Are you familiar with the concept of the hackathon? During these events, still very popular, programmers are invited to demonstrate what they can do (and do quickly!). But what benefits for your career can be drawn from them?
First of all, what is a hackathon? The general idea is to bring together participants having a variety of expertise to solve problems and find innovative solutions in a very short period of time. During a hackathon, participants are called upon to form multidisciplinary teams and over a weekend, for example, these teams have to dissect and resolve the problem and present their solution at the end. Judges must then choose the best solution, based on predefined criteria.
Andréea Firanescu, an employee of National Bank, and Kim Thoa Nguyen, a volunteer at Quotient Social (an organization that aims to help organizations make better use of their data) helped set up a hackathon arranged by these two organizations on July 19 and 20, 2019. As part of this event, some 130 participants helped several NPOs (including the Montreal Museum of Fine Arts, Moisson Montréal and Big Brothers Big Sisters of Greater Montreal) to find a solution to some issues that they face.
“The hackathon is for everyone,” says Kim Thoa Nguyen. “We often think it’s just for programmers or those who like to code, but to carry out a good project you need to have several types of profile, because a problem never has just one solution, and it’s important to have several different visions.”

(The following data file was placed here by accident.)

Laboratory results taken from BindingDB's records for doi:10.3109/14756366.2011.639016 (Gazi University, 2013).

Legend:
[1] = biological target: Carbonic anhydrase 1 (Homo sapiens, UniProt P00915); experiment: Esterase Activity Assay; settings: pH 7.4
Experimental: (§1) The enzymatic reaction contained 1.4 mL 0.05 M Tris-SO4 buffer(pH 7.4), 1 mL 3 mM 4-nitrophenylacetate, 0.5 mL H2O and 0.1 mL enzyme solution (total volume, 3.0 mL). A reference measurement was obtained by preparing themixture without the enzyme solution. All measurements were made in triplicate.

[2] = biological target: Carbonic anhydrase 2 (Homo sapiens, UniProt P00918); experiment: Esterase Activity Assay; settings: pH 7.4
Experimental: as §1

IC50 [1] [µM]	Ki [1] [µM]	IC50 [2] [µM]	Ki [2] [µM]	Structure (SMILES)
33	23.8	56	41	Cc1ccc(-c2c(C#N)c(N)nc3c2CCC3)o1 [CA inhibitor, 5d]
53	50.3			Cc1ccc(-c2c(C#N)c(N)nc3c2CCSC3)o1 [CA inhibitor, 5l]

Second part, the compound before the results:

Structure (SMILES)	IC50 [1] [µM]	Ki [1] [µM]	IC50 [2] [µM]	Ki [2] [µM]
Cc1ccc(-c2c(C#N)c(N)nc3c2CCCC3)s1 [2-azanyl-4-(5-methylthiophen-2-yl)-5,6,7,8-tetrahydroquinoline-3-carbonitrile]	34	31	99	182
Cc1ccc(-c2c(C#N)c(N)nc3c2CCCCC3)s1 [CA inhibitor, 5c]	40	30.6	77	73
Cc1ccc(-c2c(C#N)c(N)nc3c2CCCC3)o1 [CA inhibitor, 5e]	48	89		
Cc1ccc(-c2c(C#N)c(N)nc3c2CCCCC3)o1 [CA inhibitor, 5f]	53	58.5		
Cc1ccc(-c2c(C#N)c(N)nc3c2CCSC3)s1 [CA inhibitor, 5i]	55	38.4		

While the organizations targeted by the hackathon come out with tools and solutions, participants also benefit greatly from the experience, especially professionally. “Networking is super important, especially early in your career,” explains Kim Thoa Nguyen. “It allows those who are very good to stand out and get hired by companies, but it also allows those who are at the beginning of their career to learn to work with real data and real problems.” In addition, in a hackathon where people with different profiles meet up, participants can develop other types of expertise, learn to work differently and think beyond their profession. All these learning opportunities are important for professional development.
Companies that encourage their employees to participate in hackathons are not at a disadvantage. “The company also has a duty to be a good corporate citizen and make a positive impact in the community,” says Andréea Firanescu. By encouraging its employees to participate in this type of community event they will be able to use their expertise for a good cause and add value to their work.”
In this case, it’s a win-win for the company and for its employees. Enough to make you want to try the experience!